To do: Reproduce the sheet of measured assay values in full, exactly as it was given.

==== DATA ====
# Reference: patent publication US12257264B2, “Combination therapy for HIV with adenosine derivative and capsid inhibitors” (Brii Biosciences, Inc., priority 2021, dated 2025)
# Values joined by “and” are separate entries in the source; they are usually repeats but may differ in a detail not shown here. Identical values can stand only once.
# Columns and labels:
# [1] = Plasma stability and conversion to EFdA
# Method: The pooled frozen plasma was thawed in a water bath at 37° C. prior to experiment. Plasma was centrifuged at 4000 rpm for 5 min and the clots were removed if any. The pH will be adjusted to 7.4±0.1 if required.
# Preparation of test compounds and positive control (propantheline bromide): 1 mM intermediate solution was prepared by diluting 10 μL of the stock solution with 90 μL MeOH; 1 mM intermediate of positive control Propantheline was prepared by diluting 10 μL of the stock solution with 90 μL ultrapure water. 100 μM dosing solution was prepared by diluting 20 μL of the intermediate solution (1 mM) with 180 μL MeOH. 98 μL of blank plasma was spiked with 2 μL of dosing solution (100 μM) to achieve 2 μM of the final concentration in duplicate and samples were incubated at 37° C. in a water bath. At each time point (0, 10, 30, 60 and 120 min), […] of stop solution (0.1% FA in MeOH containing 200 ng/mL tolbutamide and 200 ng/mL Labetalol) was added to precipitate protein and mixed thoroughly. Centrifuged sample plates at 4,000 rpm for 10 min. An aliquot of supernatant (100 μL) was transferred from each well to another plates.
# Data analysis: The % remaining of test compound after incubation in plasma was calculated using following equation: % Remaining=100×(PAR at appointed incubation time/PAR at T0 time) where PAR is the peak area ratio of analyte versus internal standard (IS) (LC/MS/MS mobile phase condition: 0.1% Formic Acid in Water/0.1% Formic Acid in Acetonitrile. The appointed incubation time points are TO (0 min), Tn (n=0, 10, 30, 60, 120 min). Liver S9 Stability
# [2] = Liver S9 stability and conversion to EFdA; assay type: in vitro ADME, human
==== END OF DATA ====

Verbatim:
# Reference: patent publication US12257264B2, “Combination therapy for HIV with adenosine derivative and capsid inhibitors” (Brii Biosciences, Inc., priority 2021, dated 2025)
# Values joined by “and” are separate entries in the source; they are usually repeats but may differ in a detail not shown here. Identical values can stand only once.
# Columns and labels:
# [1] = Plasma stability and conversion to EFdA
# Method: The pooled frozen plasma was thawed in a water bath at 37° C. prior to experiment. Plasma was centrifuged at 4000 rpm for 5 min and the clots were removed if any. The pH will be adjusted to 7.4±0.1 if required.
# Preparation of test compounds and positive control (propantheline bromide): 1 mM intermediate solution was prepared by diluting 10 μL of the stock solution with 90 μL MeOH; 1 mM intermediate of positive control Propantheline was prepared by diluting 10 μL of the stock solution with 90 μL ultrapure water. 100 μM dosing solution was prepared by diluting 20 μL of the intermediate solution (1 mM) with 180 μL MeOH. 98 μL of blank plasma was spiked with 2 μL of dosing solution (100 μM) to achieve 2 μM of the final concentration in duplicate and samples were incubated at 37° C. in a water bath. At each time point (0, 10, 30, 60 and 120 min), […] of stop solution (0.1% FA in MeOH containing 200 ng/mL tolbutamide and 200 ng/mL Labetalol) was added to precipitate protein and mixed thoroughly. Centrifuged sample plates at 4,000 rpm for 10 min. An aliquot of supernatant (100 μL) was transferred from each well to another plates.
# Data analysis: The % remaining of test compound after incubation in plasma was calculated using following equation: % Remaining=100×(PAR at appointed incubation time/PAR at T0 time) where PAR is the peak area ratio of analyte versus internal standard (IS) (LC/MS/MS mobile phase condition: 0.1% Formic Acid in Water/0.1% Formic Acid in Acetonitrile. The appointed incubation time points are TO (0 min), Tn (n=0, 10, 30, 60, 120 min). Liver S9 Stability
# [2] = Liver S9 stability and conversion to EFdA; assay type: in vitro ADME, human